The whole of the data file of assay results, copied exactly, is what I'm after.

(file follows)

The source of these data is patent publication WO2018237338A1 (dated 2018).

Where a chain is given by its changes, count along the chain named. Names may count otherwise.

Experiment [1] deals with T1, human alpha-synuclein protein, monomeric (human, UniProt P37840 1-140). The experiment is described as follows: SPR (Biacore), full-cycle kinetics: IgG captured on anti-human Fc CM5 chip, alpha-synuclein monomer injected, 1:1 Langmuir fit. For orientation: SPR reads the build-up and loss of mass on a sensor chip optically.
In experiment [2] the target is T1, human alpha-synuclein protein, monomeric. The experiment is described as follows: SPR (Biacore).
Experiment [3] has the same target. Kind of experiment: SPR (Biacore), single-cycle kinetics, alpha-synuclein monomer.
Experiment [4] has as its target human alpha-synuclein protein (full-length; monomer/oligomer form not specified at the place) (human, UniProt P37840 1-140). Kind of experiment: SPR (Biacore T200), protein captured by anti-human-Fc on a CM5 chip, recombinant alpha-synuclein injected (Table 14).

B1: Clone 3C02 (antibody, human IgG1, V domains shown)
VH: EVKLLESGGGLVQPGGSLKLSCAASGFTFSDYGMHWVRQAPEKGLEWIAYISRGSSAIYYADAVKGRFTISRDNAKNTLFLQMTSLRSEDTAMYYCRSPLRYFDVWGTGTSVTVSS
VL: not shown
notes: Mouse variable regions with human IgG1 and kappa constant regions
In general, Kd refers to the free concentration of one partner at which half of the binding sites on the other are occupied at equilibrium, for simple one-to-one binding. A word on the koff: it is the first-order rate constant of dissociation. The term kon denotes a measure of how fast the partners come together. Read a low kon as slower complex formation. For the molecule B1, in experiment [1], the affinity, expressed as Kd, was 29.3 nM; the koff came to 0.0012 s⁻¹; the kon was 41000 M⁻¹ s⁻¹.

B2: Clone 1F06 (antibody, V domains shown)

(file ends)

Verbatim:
The source of these data is patent publication WO2018237338A1 (dated 2018).

Where a chain is given by its changes, count along the chain named. Names may count otherwise.

Experiment [1] deals with T1, human alpha-synuclein protein, monomeric (human, UniProt P37840 1-140). The experiment is described as follows: SPR (Biacore), full-cycle kinetics: IgG captured on anti-human Fc CM5 chip, alpha-synuclein monomer injected, 1:1 Langmuir fit. For orientation: SPR reads the build-up and loss of mass on a sensor chip optically.
In experiment [2] the target is T1, human alpha-synuclein protein, monomeric. The experiment is described as follows: SPR (Biacore).
Experiment [3] has the same target. Kind of experiment: SPR (Biacore), single-cycle kinetics, alpha-synuclein monomer.
Experiment [4] has as its target human alpha-synuclein protein (full-length; monomer/oligomer form not specified at the place) (human, UniProt P37840 1-140). Kind of experiment: SPR (Biacore T200), protein captured by anti-human-Fc on a CM5 chip, recombinant alpha-synuclein injected (Table 14).

B1: Clone 3C02 (antibody, human IgG1, V domains shown)
VH: EVKLLESGGGLVQPGGSLKLSCAASGFTFSDYGMHWVRQAPEKGLEWIAYISRGSSAIYYADAVKGRFTISRDNAKNTLFLQMTSLRSEDTAMYYCRSPLRYFDVWGTGTSVTVSS
VL: not shown
notes: Mouse variable regions with human IgG1 and kappa constant regions
In general, Kd refers to the free concentration of one partner at which half of the binding sites on the other are occupied at equilibrium, for simple one-to-one binding. A word on the koff: it is the first-order rate constant of dissociation. The term kon denotes a measure of how fast the partners come together. Read a low kon as slower complex formation. For the molecule B1, in experiment [1], the affinity, expressed as Kd, was 29.3 nM; the koff came to 0.0012 s⁻¹; the kon was 41000 M⁻¹ s⁻¹.

B2: Clone 1F06 (antibody, V domains shown)